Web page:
Knowing who you are as a brand

I love Monocle. I was first “introduced” into it a fair few years ago as a magazine with a fresh look, manga cartoons and a passion/steadfast support for print in an increasingly digital media landscape.

I’ve since seen the company stretch its brand in many different directions – retail and coffee shops, clothing and fragrance partnerships – but always retaining the essence of quality and curation. It’s always had a very clear view on what it was about and always sought to (re)emphasise it with any new venture.

In the latest print edition of the magazine (focused on the media landscape) its editor, Tyler Brule, answered a few questions about it. But the one below really caught my eye. In a world dominated by stories and a belief that social is a must for all companies, Tyler offers a very interesting view about why Monocle chooses to not have a presence in social. I especially like the notion that “good brand are a little bit mysterious and shouldn’t reveal too much”. Always leave space for people to fill in the gaps.

It also reminds me of the (I think) Steve Jobs thought that “Strategy is as much about what you do, as about what you don’t do” (paraphrased as I can’t actually remember the proper quote).

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The uber-boss talks Twitter

My CEO, Ronan Dunne, has been talking about Twitter and it’s value to him and to the company as a whole.

Whilst I don’t necessarily believe that every company needs to be on Twitter for O2 I think that it is a necessity given the business and category we are in.  I am pleased we have that level of understanding, C-level buy-in and commitment to it.

Here are the words from the big man:

Flippin’ virals

August_goviral1-600x437I have to admit this has long been coming.  I saved it when I saw it but then never actually posted it.

I have somewhat of a difficult time with virals as I alluded to here and here. But when someone posts something like this my blood does somewhat boil.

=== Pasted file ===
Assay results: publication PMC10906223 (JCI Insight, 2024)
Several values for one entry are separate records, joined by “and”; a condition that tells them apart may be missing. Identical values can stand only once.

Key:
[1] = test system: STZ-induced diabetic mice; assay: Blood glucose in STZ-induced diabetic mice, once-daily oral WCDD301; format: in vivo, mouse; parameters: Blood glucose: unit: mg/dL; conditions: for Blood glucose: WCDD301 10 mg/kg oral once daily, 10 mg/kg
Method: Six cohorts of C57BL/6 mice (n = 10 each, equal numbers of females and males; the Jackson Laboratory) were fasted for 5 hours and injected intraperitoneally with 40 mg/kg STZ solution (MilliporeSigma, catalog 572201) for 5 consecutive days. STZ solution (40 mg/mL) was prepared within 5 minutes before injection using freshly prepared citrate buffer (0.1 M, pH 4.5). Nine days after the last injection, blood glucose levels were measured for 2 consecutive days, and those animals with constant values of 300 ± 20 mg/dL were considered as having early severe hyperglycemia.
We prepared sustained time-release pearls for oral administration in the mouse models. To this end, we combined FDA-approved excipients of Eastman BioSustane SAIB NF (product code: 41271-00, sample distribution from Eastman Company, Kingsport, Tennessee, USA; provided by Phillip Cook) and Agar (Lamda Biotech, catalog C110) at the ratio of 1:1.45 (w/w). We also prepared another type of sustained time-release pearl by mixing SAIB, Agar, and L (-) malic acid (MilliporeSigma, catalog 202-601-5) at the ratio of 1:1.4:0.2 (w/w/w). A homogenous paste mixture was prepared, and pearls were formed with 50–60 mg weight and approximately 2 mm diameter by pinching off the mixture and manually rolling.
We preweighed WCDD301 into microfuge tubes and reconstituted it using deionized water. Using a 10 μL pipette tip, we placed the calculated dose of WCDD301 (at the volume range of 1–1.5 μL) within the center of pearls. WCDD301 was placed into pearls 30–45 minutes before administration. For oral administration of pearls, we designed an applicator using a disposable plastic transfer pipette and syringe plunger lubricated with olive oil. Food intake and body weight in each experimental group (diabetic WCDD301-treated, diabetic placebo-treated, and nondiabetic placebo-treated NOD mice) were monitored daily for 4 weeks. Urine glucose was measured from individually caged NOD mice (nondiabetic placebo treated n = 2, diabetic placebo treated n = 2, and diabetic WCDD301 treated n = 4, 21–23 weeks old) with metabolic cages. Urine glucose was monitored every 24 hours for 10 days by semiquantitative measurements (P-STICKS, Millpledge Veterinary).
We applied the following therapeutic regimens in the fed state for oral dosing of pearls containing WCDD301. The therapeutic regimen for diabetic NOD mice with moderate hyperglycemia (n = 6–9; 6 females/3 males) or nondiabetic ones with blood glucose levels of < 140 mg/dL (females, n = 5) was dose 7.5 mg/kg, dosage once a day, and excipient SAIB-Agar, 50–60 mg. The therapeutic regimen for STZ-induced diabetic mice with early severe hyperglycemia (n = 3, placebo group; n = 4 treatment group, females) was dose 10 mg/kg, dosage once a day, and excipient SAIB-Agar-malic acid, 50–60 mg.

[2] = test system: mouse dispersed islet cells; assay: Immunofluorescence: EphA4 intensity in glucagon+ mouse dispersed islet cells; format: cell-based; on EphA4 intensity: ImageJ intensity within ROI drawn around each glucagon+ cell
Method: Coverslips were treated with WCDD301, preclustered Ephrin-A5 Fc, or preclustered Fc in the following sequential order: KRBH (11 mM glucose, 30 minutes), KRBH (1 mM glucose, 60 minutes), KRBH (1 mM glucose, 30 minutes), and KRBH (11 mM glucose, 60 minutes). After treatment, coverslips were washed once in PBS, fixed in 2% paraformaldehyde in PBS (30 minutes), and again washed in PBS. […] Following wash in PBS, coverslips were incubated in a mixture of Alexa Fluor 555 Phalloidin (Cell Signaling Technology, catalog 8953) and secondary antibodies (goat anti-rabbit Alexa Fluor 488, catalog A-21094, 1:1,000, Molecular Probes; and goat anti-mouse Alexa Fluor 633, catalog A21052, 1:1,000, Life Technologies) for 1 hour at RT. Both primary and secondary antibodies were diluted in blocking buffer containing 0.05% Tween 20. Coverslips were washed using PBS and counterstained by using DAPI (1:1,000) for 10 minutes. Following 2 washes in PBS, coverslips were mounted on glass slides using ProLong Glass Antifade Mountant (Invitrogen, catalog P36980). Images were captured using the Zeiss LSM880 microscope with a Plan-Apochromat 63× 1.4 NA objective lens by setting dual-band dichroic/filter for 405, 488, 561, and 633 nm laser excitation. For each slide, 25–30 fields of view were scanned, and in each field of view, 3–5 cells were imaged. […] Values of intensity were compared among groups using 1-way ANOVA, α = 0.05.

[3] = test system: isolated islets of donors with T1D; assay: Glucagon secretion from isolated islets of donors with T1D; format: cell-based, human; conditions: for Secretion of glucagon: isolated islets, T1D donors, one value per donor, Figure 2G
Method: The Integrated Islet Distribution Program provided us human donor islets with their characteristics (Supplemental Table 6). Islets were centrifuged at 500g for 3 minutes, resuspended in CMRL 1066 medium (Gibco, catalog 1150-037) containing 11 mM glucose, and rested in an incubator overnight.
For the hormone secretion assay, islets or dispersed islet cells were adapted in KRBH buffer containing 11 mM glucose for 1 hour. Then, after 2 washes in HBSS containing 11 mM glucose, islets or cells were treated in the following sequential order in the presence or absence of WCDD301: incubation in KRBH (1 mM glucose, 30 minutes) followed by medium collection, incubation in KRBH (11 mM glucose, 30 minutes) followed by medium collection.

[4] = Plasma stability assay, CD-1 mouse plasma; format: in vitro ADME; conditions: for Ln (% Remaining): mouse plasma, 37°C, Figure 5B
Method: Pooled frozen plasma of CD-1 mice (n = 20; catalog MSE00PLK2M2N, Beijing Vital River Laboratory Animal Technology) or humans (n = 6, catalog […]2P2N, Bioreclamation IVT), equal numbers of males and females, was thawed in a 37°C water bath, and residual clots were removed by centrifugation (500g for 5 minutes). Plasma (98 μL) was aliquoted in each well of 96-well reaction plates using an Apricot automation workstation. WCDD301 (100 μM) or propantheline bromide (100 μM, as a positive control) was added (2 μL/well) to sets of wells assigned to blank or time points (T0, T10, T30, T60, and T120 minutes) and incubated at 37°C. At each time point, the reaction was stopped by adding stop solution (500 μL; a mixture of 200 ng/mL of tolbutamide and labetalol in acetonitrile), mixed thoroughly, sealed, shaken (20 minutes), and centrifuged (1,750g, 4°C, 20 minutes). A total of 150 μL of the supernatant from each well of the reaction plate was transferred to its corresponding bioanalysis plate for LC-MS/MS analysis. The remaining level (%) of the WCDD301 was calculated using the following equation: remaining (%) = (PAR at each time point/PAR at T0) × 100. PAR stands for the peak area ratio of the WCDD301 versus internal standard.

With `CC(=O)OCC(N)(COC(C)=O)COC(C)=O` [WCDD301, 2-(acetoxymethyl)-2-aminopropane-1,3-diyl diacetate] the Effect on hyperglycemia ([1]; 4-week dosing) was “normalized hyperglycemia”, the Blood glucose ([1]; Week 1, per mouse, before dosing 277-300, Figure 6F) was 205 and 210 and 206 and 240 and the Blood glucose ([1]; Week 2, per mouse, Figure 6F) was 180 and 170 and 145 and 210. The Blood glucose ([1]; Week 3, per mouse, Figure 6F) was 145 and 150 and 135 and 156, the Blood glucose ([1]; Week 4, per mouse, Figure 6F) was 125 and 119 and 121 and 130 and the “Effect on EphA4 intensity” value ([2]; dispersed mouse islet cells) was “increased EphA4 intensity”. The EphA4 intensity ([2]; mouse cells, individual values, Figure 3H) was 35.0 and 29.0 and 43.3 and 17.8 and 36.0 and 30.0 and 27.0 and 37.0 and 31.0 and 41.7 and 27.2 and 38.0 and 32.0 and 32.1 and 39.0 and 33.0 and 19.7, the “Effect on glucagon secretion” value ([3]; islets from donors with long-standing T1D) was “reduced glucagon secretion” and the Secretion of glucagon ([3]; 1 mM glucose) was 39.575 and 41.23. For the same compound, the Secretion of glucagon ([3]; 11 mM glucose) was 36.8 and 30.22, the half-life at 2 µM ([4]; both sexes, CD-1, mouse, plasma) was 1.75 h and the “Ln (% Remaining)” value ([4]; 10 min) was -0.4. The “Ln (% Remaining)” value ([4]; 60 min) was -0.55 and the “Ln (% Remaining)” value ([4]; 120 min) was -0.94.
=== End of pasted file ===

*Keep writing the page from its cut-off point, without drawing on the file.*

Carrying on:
The problem is that viral is a consequence rather an action.  The best one can do is create something that has inherent value – whether through knowledge or entertainment – and if it’s good and worthy it will be shared.  It matters not if it is filmed on HD, SD or an old reel to reel tape.

And it is this basic point that annoys me about the question because it is trying to put the technology ahead of the content (again) and the viral element isn’t the technology.  The technology is merely a conduit, a facilitator to both capturing it and sharing it but it’s not what makes it a viral.

Rant over, onwards to Xmas parties!

Squeaky Baum-time and marketing

Unless you’ve been living in another planet or in a remote spot in the arse end of the Amazon, you will have heard about the exploits of a certain Mr Baumgatner and Red Bull.

Last Sunday night I, and millions of others, watched in amazement as Felix jumped out of a capsule that was a hell of a long way up (128,100 feet which I have no idea how high up it is but because I live in England they’re still not very keen on the old metric system).

That evening and throughout this week I’ve seen many blogs, tweets etc etc extolling the virtues of this event and declaring it the Dawn of New Marketing.  Now, whilst I was impressed by the sheer size of the event, how it was executing and how daring it was, I can’t fully agree with that point of view.  I think it is simply to early to tell if this worked or not.

My issue is that I didn’t really see it as a Red Bull event. I saw it as a piece of brilliant human exploration – the moon landing of my time – but I’m no more inclined to buy it as a result.   Ultimately this is what this activity should be measured on.  Did, in the weeks following this activity, sales increase for Red Bull?  And if so by how much?  And once you understand that, you can assess it against the opportunity cost of not doing other, more ‘traditional’ activity. Was the juice worth the squeeze?

I don’t know.  Right now and from my own perspective, no.  However I’m prepared to be proven wrong and for my preconceptions to be unfounded – only time will tell.

In the meantime I leave you with what that crazy bugger Baumgartner saw when he jumped out

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